On the Stump
Canadian scientists are being promised wheelbarrows of cash if the governing Liberals are returned to office in the 27 November election. Prime Minister Jean Chrétien last month unveiled a campaign platform that calls for doubling annual federal research spending to $3.95 billion within a decade.
Hoping to put more distance between his Liberals and the right-wing Alliance Party, Chrétien promised to make Canada “a hotbed of research and investment.” In particular, the Liberals call for boosting annual research outlays by at least $670 million within 4 years. The Canadian Institutes of Health Research would get an unspecified “major increase,” while a quarter of the new monies are pegged for environmental research on toxins and children's health; clean air; and soil, water, and food safety. The remainder would be disbursed among the granting councils and in-house labs like those at the National Research Council.
The opposition Alliance also vows to increase granting council budgets by an unspecified amount and would appoint a “Chief Scientist of Canada to coordinate science activities in all government departments and ensure that science, not politics, prevails.”
Mad About the Cow
Concern about a surge of “mad cow disease” in France has proved a boon to the country's prion researchers. Prime Minister Lionel Jospin announced this week that the government will triple funding for research into prions, the abnormal proteins that are suspected of causing mad cow disease and its fatal human version, vCJD.
The move came after the agriculture ministry reported that there have been 80 cases of mad cow disease in France so far this year. That is equal to the number of cases over the previous 11 years, but still far short of the 170,000 cases recorded in the United Kingdom since 1988. And although France has documented just three human cases of vCJD, compared to 85 in the United Kingdom, news of the surge sparked what the press has called “a national psychosis.” Jospin's package to calm fears, according to the newspaper Le Monde, includes an indefinite ban on giving livestock feed that contains animal bone and tissue, which is believed to spread the disease, and boosting the prion research budget to $27.5 million, starting next year.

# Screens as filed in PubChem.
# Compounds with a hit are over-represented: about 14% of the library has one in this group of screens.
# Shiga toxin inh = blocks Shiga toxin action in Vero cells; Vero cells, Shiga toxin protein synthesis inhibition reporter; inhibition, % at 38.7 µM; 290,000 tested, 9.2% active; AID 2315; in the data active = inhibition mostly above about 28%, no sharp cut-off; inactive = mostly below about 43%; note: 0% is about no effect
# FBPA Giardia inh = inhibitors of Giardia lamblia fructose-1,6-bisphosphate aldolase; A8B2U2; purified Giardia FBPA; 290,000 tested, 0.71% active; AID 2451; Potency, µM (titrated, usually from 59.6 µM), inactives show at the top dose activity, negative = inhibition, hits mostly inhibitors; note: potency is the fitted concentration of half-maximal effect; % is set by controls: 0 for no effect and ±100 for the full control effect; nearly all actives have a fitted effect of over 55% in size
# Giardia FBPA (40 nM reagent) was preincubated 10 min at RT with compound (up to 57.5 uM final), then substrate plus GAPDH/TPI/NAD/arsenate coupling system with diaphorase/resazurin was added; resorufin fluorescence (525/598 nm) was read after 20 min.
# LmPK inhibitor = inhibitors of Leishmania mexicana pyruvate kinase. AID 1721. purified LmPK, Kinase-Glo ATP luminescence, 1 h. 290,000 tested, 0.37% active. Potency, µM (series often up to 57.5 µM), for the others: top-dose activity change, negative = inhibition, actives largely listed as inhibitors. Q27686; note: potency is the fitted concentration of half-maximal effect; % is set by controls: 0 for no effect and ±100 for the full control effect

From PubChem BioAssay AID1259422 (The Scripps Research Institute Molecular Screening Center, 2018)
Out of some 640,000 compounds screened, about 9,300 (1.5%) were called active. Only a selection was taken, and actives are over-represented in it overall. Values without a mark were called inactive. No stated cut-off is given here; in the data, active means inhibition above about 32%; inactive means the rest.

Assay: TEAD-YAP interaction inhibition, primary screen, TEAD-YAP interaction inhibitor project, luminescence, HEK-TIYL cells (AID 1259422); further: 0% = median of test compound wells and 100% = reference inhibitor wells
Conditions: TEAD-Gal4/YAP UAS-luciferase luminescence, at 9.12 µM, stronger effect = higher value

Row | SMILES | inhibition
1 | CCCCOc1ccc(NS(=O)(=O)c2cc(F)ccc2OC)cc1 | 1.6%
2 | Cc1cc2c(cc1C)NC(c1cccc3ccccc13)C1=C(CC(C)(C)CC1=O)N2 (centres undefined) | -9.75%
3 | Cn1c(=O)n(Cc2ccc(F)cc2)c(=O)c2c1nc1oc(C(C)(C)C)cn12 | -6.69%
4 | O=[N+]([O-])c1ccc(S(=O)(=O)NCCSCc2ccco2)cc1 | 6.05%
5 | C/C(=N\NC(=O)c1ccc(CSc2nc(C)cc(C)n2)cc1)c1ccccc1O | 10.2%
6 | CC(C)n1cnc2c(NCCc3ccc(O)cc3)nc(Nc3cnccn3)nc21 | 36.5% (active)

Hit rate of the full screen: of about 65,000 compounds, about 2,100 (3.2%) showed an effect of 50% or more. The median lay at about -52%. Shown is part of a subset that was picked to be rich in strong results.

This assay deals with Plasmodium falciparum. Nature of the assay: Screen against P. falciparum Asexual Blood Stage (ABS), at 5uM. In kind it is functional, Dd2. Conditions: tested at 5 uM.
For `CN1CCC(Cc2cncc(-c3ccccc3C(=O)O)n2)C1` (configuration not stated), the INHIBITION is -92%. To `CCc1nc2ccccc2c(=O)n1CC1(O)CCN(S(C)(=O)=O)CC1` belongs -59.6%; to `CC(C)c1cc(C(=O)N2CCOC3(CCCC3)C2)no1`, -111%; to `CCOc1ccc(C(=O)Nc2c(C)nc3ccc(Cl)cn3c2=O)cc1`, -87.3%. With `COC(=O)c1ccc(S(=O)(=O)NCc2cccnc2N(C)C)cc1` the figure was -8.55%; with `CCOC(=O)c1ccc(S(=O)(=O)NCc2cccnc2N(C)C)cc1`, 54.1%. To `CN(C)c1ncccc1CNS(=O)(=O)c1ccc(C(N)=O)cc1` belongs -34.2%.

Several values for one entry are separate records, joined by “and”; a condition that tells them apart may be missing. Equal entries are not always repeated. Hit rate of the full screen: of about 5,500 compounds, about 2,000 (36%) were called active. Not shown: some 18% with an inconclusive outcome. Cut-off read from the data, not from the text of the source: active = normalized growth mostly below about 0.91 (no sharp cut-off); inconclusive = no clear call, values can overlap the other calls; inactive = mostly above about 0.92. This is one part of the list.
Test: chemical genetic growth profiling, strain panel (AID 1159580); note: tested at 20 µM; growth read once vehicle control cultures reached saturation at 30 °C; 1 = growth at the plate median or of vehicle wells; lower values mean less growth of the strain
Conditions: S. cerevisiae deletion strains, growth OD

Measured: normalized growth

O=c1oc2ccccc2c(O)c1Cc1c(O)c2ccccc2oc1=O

In the latest twist in a long-running controversy, the U.S. Fish and Wildlife Service this week moved to list as endangered the few hundred remaining wild Atlantic salmon that breed in Maine rivers. But state officials and some scientists question the move, saying the fish aren't genetically distinct enough to merit protection (Science, 6 February 1998, p. 800). They claim the salmon are mongrels descended from hatchery fish dumped into rivers over the last century. A lawsuit to press their case could come by year's end.
Saying its actions have been “increasingly misunderstood,” the Institute for Advanced Study (IAS) in Princeton, New Jersey, announced last week that it is withdrawing its legal bid to get rid of astrophysicist Piet Hut. The IAS, which has been disappointed in Hut's research, went to federal court last July to force Hut to abide by a pledge, signed in 1996, to leave by 2001. Hut claimed he had been coerced into signing, and supporters argued that the institute was impinging on his academic freedom (Science, 27 October, p. 683).
The institute “did not anticipate” that the contract dispute would blossom into an academic freedom fight, director Phillip Griffiths said in a statement. So, in what University of California, Berkeley, astrophysicist Frank Shu calls a “wise” move, the IAS withdrew the suit on 9 November. Both sides have agreed to continue talking.
Another Contested Election
The results are finally in—almost—on a bid by New York University grad students to join the United Auto Workers. Last week, following a National Labor Relations Board ruling that the graduate assistants are “employees” (Science, 10 November, p. 1069), officials finally counted ballots from a union vote held last spring. The tally in favor of organizing was 597 to 418, but not included were an additional 295 ballots cast by grad students—most of them in business and science. The union claimed they were ineligible. The parties this week agreed to count 156 of the votes—not enough to change the outcome. NYU now must make a choice: Negotiate with the union, or risk getting hauled to court by the labor board. So far, says NYU spokesperson John Becker, “no decision has been made.”